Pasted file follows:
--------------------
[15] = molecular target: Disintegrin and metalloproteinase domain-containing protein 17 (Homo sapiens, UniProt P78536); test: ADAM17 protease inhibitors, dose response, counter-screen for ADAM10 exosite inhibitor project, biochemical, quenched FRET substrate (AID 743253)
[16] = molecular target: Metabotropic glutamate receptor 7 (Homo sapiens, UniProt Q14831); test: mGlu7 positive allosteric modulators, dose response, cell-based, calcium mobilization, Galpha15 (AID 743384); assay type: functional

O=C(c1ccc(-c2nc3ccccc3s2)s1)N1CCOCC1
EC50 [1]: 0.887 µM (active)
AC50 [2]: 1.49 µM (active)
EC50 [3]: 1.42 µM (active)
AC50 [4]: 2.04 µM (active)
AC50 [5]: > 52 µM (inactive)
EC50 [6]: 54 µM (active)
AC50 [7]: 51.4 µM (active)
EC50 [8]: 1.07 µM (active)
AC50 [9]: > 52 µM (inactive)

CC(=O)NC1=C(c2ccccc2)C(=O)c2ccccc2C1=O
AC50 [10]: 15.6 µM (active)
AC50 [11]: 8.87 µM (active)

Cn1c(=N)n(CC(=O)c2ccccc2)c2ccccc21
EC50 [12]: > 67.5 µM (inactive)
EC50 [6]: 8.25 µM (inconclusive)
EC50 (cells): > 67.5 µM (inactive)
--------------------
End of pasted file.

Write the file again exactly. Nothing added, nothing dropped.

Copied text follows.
[15] = molecular target: Disintegrin and metalloproteinase domain-containing protein 17 (Homo sapiens, UniProt P78536); test: ADAM17 protease inhibitors, dose response, counter-screen for ADAM10 exosite inhibitor project, biochemical, quenched FRET substrate (AID 743253)
[16] = molecular target: Metabotropic glutamate receptor 7 (Homo sapiens, UniProt Q14831); test: mGlu7 positive allosteric modulators, dose response, cell-based, calcium mobilization, Galpha15 (AID 743384); assay type: functional

O=C(c1ccc(-c2nc3ccccc3s2)s1)N1CCOCC1
EC50 [1]: 0.887 µM (active)
AC50 [2]: 1.49 µM (active)
EC50 [3]: 1.42 µM (active)
AC50 [4]: 2.04 µM (active)
AC50 [5]: > 52 µM (inactive)
EC50 [6]: 54 µM (active)
AC50 [7]: 51.4 µM (active)
EC50 [8]: 1.07 µM (active)
AC50 [9]: > 52 µM (inactive)

CC(=O)NC1=C(c2ccccc2)C(=O)c2ccccc2C1=O
AC50 [10]: 15.6 µM (active)
AC50 [11]: 8.87 µM (active)

Cn1c(=N)n(CC(=O)c2ccccc2)c2ccccc21
EC50 [12]: > 67.5 µM (inactive)
EC50 [6]: 8.25 µM (inconclusive)
EC50 (cells): > 67.5 µM (inactive)